Big Local as a lasting change agent


This section examines;

  • how Big Local partnerships negotiate change
  • Big Locals as a catalyst for change
  • leadership and influencing others, in particular local authorities
  • the expectations of, and on, Big Local partnerships
  • the Big Local legacy.


This section addresses the five themes identified through the research with Big Local areas in 2015. In particular it examines the extent to which Big Local is a change mechanism both internally and externally, partnership approaches to developing community leadership and building influence, the expectations placed on partnerships, the influence they have locally and the concepts of sustainability and legacy.

The Big Local approach is underpinned by the concept that resident led action is a catalyst for change as well as a mechanism for managing that change. As with progress against outcomes, the picture across the 15 areas is mixed, from the physical evidence of the difference Big Local can make, to long term plans for the physical transformation of parts of an estate. Partnerships also talk of the soft changes that are taking place: around how people feel and think about their community, and in areas predominantly using small grants, change is identified at a micro-level for individuals and small scale community activity. The extent to which Big Local partnerships act as a change agent may depend on a strong strategic vision with pertinent activities, large or small, along the way. Big Local areas are, themselves, changing. In urban areas, new communities have continued to arrive since the inception of the programme. In rural areas, new housing development have resulted in in-comers who are then also out-commuters. Partnerships are aware of these changes, though often unsure of how to respond to them. Those which have been through a plan refresh exercise have tended not to radically alter their original plan on the assumption that it is still relatively early days and activities against plans need time to ‘bed in’.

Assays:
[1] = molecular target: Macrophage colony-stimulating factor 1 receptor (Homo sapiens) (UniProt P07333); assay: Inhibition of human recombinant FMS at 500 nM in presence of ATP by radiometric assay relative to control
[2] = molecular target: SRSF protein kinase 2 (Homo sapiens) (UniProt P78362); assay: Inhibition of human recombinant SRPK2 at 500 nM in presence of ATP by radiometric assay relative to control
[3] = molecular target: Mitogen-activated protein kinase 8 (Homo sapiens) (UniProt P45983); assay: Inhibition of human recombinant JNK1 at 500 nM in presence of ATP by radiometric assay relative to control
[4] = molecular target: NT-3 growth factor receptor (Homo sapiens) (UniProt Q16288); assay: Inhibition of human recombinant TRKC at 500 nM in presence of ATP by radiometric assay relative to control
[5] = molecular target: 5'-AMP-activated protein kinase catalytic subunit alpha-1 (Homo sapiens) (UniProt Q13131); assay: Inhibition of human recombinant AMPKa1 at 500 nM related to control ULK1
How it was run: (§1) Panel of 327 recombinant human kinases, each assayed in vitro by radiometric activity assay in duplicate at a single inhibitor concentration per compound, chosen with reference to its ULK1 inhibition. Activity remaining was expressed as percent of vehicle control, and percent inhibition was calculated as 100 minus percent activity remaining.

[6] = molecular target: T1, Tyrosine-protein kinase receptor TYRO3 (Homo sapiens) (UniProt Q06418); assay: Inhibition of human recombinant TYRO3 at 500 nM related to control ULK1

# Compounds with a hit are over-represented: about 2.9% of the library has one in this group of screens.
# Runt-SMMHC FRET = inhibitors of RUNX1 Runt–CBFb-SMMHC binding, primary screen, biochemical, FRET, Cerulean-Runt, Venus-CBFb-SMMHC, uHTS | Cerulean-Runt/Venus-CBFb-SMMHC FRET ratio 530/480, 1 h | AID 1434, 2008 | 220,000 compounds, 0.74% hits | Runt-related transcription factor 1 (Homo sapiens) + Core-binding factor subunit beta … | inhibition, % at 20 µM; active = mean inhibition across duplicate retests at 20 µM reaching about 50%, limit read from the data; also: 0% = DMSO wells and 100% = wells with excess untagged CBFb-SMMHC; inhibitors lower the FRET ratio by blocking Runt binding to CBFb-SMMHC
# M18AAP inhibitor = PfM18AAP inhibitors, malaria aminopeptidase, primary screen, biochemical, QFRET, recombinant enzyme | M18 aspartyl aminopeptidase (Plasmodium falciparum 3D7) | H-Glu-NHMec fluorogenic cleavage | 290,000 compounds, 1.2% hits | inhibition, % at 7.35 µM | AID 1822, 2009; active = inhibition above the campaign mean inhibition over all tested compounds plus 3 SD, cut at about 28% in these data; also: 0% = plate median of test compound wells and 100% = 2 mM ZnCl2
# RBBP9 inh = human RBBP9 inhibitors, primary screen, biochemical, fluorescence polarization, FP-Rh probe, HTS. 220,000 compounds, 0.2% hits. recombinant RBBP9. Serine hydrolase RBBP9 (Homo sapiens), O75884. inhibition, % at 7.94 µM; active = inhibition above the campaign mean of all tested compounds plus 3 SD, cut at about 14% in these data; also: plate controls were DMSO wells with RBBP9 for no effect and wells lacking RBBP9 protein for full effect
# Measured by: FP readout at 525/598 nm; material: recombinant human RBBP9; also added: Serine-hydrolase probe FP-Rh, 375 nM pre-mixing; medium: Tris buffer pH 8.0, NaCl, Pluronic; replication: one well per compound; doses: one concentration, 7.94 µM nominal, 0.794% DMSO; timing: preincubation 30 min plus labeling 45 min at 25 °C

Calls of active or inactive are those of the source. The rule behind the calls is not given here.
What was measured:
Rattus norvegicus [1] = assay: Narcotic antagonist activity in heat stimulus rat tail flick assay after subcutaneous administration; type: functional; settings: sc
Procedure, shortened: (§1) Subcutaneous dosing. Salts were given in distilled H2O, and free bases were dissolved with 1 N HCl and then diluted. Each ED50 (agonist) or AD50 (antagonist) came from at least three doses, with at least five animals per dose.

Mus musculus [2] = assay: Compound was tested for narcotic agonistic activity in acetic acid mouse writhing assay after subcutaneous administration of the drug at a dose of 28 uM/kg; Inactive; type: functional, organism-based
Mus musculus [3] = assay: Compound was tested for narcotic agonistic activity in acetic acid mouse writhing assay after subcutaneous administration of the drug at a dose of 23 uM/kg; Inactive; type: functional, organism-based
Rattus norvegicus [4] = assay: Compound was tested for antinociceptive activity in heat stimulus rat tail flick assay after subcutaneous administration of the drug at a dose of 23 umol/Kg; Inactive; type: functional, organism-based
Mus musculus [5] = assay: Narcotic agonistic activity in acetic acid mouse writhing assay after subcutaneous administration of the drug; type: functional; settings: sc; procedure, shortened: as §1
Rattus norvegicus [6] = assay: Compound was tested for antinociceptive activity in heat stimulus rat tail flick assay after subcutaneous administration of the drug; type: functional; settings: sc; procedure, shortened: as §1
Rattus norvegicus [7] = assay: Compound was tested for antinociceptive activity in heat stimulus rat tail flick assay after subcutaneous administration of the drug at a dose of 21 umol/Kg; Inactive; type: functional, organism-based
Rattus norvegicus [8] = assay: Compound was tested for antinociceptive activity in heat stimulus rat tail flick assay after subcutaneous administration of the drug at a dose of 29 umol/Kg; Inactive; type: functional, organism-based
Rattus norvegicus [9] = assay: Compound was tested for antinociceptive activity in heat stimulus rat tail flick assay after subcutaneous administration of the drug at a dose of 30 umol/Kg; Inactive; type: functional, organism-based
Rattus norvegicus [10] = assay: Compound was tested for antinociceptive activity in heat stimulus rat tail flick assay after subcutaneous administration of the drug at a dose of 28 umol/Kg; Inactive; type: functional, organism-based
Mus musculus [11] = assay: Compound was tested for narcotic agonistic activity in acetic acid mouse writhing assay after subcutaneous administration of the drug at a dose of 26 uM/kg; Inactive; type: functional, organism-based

Big Local partnerships see the principle of resident led community development as important and talk of developing a collective leadership in terms of decision making. The realities are more complex. Residents constitute the majority on the partnerships in all 15 areas involved in the evaluation. However, they also wear other, sometimes multiple, hats: they both live and work as professional in the neighbourhood, some are also elected members or local authority officers as well as residents. In terms of decision making there is also a complex interaction between residents and workers/reps – with instances where resident partners defer to the professionals in the room. A common narrative from partnerships is that their community is a forgotten area. Some, have, however, been strategic in gaining influence by using Big Local money either for financial leverage and/or as a way to be taken seriously by the local authority and other external agencies. Some, particularly rural, Big Locals feel they are too far away from where decisions really get made – or, the scale of other developments are on a level which makes it hard for them to influence.

Big Local partnerships express different views on the expectations placed on them and what they can reasonably achieve. For example, some partners are aware that ‘£1 million is a lot of money in a community like this’ whilst others comment that Big Local money amounted to ‘£10 for each resident a year – or £100 over the 10 years’ and caution against unrealistic expectations of what might be achieved in the current climate of austerity.

All the areas involved in Our Bigger Story are less than half way through their Big Local Journey. Issues of legacy and sustainability are, nonetheless, high on their agenda. Different strategies are being adopted. Some areas are exploring incorporation as a way of attracting future funds and managing community assets in the hope of becoming a sustainable organisation. For others, the legacy is physical and environmental improvements. Still others see their legacy as cultural: more people in the community having the confidence and skills to take action long into the future. Which approach leads to a lasting legacy – or a sustainable organisation (something not originally envisaged of the programme), will require careful evaluation in the coming years.


You can download the full printed report as a pdf document. The pdf document is 1.5MB. You will require Adobe Acrobat Reader to view and read.